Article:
World Spine Day: Early Diagnosis Is The Key For Healthy Recovery Of Spinal TB Patients

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Pune, 16th October 2021: Being able to walk again has been a moment of great joy for a 35-year-old woman, who was affected by spinal tuberculosis that eventually led to a total loss of nerve sensations in her lower body.

Her family consulted the family doctor. The doctor suggested that it might be arthritis. But when medication did not help in improving the condition, the family consulted doctors at Sancheti hospital.

Delay in diagnosis landed her in total paraplegia. It’s been three months since she was unable to walk. “I was suffering from back pain for more than six months. Initially, I neglected it. After consulting many doctors and after a battery of tests I was diagnosed with spinal TB. Now, post-surgery, I can walk and I am free of back pain.”

Doctors mentioned that delay in diagnosis lands many spinal TB patients in paraplegia. Experts mentioned that it is important to understand that back pain can’t be only related to arthritis. Also, any form of severe back pain should be immediately consulted with the doctor.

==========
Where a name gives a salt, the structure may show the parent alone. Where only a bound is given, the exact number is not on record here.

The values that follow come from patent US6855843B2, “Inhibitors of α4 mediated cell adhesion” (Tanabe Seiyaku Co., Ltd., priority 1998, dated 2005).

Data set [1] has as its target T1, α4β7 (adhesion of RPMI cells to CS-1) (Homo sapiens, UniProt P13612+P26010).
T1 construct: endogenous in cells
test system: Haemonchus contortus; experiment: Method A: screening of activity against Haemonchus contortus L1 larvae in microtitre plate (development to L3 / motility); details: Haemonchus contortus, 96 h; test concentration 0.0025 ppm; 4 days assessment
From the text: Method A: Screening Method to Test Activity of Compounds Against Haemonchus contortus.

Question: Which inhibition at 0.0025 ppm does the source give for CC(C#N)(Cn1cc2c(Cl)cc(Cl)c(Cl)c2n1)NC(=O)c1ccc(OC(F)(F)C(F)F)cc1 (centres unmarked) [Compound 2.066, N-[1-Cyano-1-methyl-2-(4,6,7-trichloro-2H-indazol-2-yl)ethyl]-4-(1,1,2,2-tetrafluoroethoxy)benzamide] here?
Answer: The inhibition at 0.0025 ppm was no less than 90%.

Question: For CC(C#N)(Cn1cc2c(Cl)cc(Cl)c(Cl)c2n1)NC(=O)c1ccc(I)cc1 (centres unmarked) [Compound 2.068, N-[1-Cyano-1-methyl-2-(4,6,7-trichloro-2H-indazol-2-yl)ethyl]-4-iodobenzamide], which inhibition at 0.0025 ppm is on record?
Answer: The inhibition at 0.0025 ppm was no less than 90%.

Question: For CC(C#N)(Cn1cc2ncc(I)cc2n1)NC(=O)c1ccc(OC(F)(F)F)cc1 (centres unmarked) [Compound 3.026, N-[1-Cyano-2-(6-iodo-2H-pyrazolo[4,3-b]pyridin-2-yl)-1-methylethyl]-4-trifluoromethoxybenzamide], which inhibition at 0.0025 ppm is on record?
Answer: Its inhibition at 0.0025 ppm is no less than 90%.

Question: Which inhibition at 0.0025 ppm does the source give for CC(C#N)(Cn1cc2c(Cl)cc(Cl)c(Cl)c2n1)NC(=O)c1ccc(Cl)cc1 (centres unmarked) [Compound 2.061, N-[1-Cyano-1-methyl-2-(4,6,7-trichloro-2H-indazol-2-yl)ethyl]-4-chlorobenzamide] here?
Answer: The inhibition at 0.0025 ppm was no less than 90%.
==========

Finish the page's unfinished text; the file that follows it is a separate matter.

Dr Shailesh Hadgaonkar, Orthopedic Spine Surgeon from Sancheti Hospital, said, “When she came to us, she had lost power in her leg. She had stopped walking. There was a weakness in her lower limbs. We saw some symptoms which indicated that it is spinal TB. The spine was completely compressed. We planned surgical treatment. We did complete decompression of the spinal nerve and removed the pus. When we tested this pus, it came positive for TB bacteria.”

Dr Hadgaonkar, further said, “We get to see early, mid and late-stage cases. But not all cases require surgery. Surgery is only for those who worsen and can not walk. In around 10 to 20 per cent of the newly diagnosed spinal TB cases, paraplegia is seen. Even if a patient has developed paraplegia there is always a good chance of recovery if treated early. If diagnosed early, the patient can be treated without any surgery required.”

India contributed to around 23 per cent of the global TB burden. The incidence of extrapulmonary TB is three per cent. Skeletal TB contributes to around 10 per cent of these three per cent. Experts said that spinal TB with paraplegia is a rare case.

Dr Vishal Chaudhari, an Orthopedic surgeon from Noble Hospital, said, “Spinal TB is often misdiagnosed as arthritis. It is important to spot correct symptoms. Spinal TB patients often lose weight and appetite, and they get excruciating pain even in deep sleep. The most common form of TB affects the lungs and is called ‘pulmonary TB’. But it may spread to other areas like the spine which is then called ‘extra-pulmonary TB’. TB infection can travel through blood from the lungs to reach the spinal column. This is more commonly seen in people wherein immunity is compromised due to any reason.

Diagnosis of spinal tuberculosis is often delayed due to a lack of specific symptoms. One has to have a high index of suspicion and good clinical acumen to diagnose it early. Any severe and prolonged back pain should be investigated and treated early.”